December 2, 2009
The Palin BrandBy Ted Belman
Could British politics teach us something about Sarah Palin's political future? David Frum -- not my favorite conservative -- recently published What the Tories Have to Teach Us in Commentary Magazine. In it, he notes that the Conservative Party in the U.K., after suffering a massive defeat twelve years ago, has turned its fortunes around and is now expected to return to power next year.
The turning point for Britain's Conservative party may have been a single slide in a PowerPoint presentation delivered at the party conference after the 2005 election defeat. Party chairman Francis Maude showed attendees the results of an opinion survey on immigration. When the Conservative position on immigration was described to a sample group, almost two-thirds approved. But when that same position was presented to a new sample group as the position of the Conservative party, support dropped by half. Perfectly good policy ideas were fatally tainted by association with a despised political organization. So British Conservatives set out to "detoxify" themselves-to put a more appealing face on their ideas and message. [...]
In one important case in point, Frum notes how the Tories have forever been against the National Health Care System but never did anything about. So why attack it when the public supports it? The Tories switched gears, embraced it, and declared themselves "the party of the NHS." So successful were they that the electorate now looks to them, not Labour, to protect the NHS.
Thus, "Labour's most decisive advantage had been snatched away -- and the way was fully cleared for Tories to return to government."
The lesson according to Frum: "Volunteer to do what you will be forced by political necessity to do anyway."
Next, it is important to pick a new leader: "The leader you want is someone who appeals to the voters you need to gain, not the voters you already have."
So what can the GOP learn from this? It must rebrand itself by lowering the priority for issues such as abortion, guns, and gay marriage and by emphasizing values that most people care about without sacrificing its principles. Then pick a leader the Independents will vote for. Since no such leader will be formerly selected until the primaries in 2012, the GOP should be emulating Palin in the meantime.
There is always resistance to change within a party. It is viewed as abandoning your principles for expediency. But why shoot yourself in the foot?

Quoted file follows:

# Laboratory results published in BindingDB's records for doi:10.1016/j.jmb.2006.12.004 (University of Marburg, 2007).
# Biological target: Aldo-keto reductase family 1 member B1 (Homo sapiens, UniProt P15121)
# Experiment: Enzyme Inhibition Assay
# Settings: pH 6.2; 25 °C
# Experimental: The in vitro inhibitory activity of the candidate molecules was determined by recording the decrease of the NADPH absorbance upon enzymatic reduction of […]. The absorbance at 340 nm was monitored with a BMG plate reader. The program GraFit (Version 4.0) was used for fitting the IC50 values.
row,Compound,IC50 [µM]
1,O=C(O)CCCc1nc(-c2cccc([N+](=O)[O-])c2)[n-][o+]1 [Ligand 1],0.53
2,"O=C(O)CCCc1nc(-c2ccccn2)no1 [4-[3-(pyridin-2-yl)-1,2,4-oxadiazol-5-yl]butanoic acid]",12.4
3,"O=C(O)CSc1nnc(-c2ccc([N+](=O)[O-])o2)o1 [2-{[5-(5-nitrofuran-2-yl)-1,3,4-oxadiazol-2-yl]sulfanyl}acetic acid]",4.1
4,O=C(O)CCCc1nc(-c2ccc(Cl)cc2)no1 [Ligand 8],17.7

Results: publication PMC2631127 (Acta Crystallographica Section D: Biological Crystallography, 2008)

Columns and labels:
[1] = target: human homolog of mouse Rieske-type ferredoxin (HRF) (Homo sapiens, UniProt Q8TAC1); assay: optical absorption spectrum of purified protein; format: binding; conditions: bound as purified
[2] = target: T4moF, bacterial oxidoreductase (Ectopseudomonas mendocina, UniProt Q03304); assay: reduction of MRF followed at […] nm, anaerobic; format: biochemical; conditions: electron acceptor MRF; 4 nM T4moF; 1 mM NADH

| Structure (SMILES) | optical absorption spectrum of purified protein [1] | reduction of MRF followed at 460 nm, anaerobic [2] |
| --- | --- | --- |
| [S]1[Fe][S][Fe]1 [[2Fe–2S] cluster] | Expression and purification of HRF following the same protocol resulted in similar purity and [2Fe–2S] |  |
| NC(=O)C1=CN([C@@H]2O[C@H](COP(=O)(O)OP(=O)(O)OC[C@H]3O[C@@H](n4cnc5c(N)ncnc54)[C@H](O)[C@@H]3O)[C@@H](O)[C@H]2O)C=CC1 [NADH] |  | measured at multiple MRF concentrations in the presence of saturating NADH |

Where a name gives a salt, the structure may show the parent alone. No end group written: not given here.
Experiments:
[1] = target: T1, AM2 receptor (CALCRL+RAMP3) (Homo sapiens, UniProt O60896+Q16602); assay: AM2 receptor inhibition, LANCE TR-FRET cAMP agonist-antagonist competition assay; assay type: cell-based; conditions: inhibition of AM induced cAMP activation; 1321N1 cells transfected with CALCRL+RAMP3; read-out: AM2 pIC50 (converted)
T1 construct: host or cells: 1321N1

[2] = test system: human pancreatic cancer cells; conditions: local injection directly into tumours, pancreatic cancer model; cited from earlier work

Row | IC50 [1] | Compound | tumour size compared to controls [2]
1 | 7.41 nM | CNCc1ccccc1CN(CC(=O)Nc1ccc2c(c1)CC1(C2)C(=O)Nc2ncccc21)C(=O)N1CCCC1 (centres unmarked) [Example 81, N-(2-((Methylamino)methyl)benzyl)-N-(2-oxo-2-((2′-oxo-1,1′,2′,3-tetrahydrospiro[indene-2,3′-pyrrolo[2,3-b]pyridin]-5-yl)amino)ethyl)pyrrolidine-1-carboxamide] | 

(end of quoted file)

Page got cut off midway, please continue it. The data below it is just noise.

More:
After resigning as Governor of Alaska, Palin announced her intention to campaign "on behalf of candidates who believe in the right things, regardless of their party label or affiliation." No surprise there. In Alaska she had a reputation of being issues-oriented. She often made alliances with Democrats. She also took on the Republican "old boys' network."
The GOP has been trying to decide whether to be more moderate (liberal) or more conservative. This debate took real form in the congressional election in a district in upstate New York. The GOP selected as its candidate the very liberal Scozzafava over conservative Hoffman. Hoffman entered the race as an Independent. True to her words, Sarah Palin came out in support of the conservative rather than the Republican, and she was joined by conservatives from all over the country. As a result, he almost got elected.
Chris Stirewall, political editor for the Washington Examiner, writes in Conservative revolt good news for Republicans that Hoffman "offered an authentic, passionate vision of his party's core principles and did it in a way that didn't make moderates uncomfortable."
The good news, according to Stirewall, is that the conservatives are likely to take over the party.
Sarah Palin represents commonsense values that Independents can rally to. She eschews the party and its brand and embraces the people and their values.
So what are these values?
1. Energy: "Drill, baby, drill"; "Exploit all the above."
2. Economy: "Stop digging the hole deeper" and unleash the private sector.
3. Health care: She favors competition, tort reform, and waste reduction.
4. Environment: She rejects cap-and-trade. She favors environmentally sensitive development.
5. Security: Support the armed services and let them do their job. Don't lower your guard. Specifically, stand by your allies, win in Afghanistan, and treat terrorists as terrorists, not citizens.
6. Israel: Build, baby, build. She supports the right of Jews to build in Judea and Samaria. She rejects Obama's racist policy of telling the Jews where they cannot live. She is a harsh critic of Ahmedinejad and his government and faults Obama for not supporting the Iranian opposition.
7. Patriotism: Patriotism is good, not bad. America is good, not bad. The Constitution must be protected and upheld.
8. Social issues: She supports life (not "death panels"), the weak (including challenged children and the elderly), hard work (not entitlement), and private-sector charity (rather then government handouts).
9. Ethics: Accountability over cronyism.
Not only do these values appeal to Palin's base, but they also appeal to Middle America, to Independents, and even to Democrats. On all these issues, Obama and the Democrats have set themselves up for a fall. Palin is on the right side of these issues and everyone knows it.
The Left in America doesn't so much reject these values as they rejects Palin herself. In fact, they ignore her message and set up straw-man values for her that they can attack. The Left is struggling to brand Palin as a Christian fundamentalist, God forbid -- an idiot, a know-nothing, a racist, and anything else with a negative connotation.
Palin is effectively galvanizing and rebranding the Conservative movement and making it her own. Who better to lead it than she? The GOP will ultimately adopt her brand and her as leader.
Ted Belman edits Israpundit.